The Small Business, Enterprise and Employment Bill is making its way through Parliament. The bill proposes, among other things, to end the so-called 'beer tie' in pub leases, which imposes an exclusive purchasing obligation on many pub tenants and lessees in the United Kingdom, requiring them to purchase beer – and frequently other drinks – solely through the (brewing or non-brewing) landlord pub company.

A knotty problem

The inclusion of supply ties in pub leases has been scrutinised and criticised for many years, particularly as a result of the growth of pub-owning companies. To date, however, the EU and UK competition authorities have not found beer tie arrangements to infringe competition law rules, provided that:

  • the UK market for the distribution of beer in premises for the sale and consumption of drinks is not 'foreclosed' – that is, the pub companies (whether brewing or non-brewing) buy their drinks from a number of sources, rather than predominantly from one source; and
  • the agreements in question are not of a scale that would significantly contribute to the foreclosure of retail outlets to suppliers.

Even if the arrangements in question were considered to restrict competition in the UK beer distribution market, they are likely to merit an exemption from the competition law prohibition on anti-competitive agreements, since they can often be regarded as leading to an improvement in the distribution of beer/drinks and providing countervailing benefits for tied lessees.

In 2009 the then UK competition authority – the Office of Fair Trading (OFT) – concluded in its examination of a super-complaint by the Campaign for Real Ale (CAMRA) that the UK pub sector was competitive overall and it found no evidence of competition issues that had a significant adverse impact on consumers. The OFT found that consumers benefitted from considerable competition and choice between pubs, which prevented the beer tie from being used to inflate pub beer prices beyond competitive levels, and that the beer tie had not prevented tied pubs from offering a wide choice of beers to consumers. Contrary to a slightly earlier report by the House of Commons Business and Enterprise Committee in the same year, the OFT did not consider that the issues raised in the super-complaint merited further action in the form of either a market investigation reference under the Enterprise Act 2002 or a competition law investigation under the Competition Act 1998. The OFT upheld its decision a year later following from an appeal by CAMRA against the original decision.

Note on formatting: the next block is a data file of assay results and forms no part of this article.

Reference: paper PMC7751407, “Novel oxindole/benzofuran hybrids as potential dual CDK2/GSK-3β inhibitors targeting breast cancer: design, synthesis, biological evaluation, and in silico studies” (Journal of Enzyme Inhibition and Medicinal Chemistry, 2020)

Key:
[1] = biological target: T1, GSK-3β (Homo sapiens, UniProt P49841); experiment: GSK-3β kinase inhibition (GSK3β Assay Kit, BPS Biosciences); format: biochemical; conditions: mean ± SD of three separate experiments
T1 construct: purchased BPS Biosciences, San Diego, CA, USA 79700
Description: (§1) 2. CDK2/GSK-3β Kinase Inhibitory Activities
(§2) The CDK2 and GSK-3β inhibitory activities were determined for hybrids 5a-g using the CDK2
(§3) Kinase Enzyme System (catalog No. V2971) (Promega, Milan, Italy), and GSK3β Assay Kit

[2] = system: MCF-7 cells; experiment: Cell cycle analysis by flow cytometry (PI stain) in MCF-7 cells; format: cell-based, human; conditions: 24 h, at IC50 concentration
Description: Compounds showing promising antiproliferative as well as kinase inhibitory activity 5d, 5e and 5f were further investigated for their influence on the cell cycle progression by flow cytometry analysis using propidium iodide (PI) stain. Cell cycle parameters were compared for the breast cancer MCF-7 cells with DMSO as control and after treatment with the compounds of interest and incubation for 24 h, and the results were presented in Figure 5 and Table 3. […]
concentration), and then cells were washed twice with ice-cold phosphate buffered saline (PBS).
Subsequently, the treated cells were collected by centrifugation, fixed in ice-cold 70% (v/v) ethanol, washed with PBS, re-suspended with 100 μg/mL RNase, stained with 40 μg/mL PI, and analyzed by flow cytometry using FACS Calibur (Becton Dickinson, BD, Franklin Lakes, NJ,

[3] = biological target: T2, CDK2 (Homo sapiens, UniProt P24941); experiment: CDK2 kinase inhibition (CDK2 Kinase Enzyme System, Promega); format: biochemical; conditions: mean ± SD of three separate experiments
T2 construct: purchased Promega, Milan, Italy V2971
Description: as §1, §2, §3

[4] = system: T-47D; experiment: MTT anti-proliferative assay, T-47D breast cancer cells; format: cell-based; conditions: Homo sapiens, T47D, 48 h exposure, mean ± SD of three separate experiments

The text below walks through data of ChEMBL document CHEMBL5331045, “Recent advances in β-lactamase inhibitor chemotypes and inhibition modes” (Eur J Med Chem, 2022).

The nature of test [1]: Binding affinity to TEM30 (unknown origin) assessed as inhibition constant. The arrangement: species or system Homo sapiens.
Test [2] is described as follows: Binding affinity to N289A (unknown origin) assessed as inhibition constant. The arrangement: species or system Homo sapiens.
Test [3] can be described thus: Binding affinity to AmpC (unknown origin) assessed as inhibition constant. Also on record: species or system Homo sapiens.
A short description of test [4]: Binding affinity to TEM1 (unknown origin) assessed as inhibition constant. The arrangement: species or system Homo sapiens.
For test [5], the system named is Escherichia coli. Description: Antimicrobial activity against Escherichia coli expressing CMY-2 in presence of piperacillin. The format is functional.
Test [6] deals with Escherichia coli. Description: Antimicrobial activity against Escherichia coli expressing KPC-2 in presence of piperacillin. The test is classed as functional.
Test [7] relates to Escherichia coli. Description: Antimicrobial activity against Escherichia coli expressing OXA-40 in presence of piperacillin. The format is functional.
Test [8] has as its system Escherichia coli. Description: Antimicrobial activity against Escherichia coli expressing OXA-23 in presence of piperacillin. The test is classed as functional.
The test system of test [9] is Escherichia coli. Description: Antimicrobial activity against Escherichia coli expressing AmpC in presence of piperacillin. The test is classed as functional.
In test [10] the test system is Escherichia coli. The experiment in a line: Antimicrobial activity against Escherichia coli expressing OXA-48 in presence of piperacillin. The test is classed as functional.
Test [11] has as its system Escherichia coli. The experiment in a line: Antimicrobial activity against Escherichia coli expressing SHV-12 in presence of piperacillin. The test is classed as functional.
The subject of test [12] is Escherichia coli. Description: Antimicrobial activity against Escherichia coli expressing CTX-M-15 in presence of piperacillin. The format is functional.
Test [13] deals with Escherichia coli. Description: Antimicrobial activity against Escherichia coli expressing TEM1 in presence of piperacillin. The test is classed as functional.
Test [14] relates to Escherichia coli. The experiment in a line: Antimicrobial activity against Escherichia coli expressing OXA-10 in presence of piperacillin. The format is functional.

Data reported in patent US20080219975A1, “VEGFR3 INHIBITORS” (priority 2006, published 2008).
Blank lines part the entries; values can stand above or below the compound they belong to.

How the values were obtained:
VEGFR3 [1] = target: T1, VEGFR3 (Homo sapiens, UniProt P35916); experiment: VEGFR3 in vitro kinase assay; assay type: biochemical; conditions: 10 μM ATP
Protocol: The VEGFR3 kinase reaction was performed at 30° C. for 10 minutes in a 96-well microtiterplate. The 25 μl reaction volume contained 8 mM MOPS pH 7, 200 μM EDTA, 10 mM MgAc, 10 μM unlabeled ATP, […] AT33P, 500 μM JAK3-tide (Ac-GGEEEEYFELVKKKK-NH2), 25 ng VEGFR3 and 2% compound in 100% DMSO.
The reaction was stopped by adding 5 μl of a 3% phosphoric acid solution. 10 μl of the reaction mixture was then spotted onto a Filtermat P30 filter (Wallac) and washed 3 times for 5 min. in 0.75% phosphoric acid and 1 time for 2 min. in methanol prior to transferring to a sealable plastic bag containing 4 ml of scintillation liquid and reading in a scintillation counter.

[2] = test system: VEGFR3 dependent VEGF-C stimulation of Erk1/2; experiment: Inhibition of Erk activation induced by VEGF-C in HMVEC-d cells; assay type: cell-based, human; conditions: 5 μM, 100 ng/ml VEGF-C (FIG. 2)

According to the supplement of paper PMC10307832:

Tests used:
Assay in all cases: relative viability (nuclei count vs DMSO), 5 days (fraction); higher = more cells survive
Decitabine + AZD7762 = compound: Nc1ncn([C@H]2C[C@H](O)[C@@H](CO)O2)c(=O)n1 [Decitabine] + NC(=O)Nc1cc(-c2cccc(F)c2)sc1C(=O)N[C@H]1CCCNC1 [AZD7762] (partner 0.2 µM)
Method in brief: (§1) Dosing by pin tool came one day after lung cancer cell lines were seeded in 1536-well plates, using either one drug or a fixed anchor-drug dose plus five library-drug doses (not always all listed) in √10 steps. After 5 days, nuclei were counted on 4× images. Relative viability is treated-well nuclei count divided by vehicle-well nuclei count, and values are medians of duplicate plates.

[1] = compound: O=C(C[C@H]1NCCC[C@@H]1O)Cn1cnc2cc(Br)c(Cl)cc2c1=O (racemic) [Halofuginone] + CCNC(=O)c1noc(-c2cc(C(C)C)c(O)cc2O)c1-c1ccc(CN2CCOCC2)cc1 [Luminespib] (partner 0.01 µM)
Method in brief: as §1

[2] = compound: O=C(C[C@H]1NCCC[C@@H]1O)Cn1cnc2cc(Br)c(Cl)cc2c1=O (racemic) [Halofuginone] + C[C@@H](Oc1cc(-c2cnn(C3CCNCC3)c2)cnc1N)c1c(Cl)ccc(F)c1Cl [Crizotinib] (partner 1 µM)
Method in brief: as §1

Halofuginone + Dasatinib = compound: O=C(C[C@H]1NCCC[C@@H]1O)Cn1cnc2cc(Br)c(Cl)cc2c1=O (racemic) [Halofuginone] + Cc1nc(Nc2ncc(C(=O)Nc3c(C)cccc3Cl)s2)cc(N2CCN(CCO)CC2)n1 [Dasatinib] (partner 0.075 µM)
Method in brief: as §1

Time to undo the tie?

The government's concerns regarding pub-owning companies and their relationship with their (tied) tenants, however, have remained. These concerns eventually led to the government's current proposals to establish:

  • the Pubs Code, a statutory code to govern the relationship between pub-owning companies and their tied tenants; and
  • the Pubs Code Adjudicator, an independent adjudicator for the UK pub sector to monitor compliance with the Pubs Code and adjudicate disputes, similar to the way in which the Groceries Code Adjudicator oversees the relationship between supermarkets and their suppliers.

Despite significant lobbying by many tenant groups, the government initially decided not to provide tenants with an automatic right to choose a 'free-of-tie' agreement. The government found, on balance, that such a right was likely to lead to a high degree of uncertainty in the industry and have a negative effect on investment, which in turn was likely to lead to various pub-owning companies abandoning the tied market, higher levels of pub closures and job losses.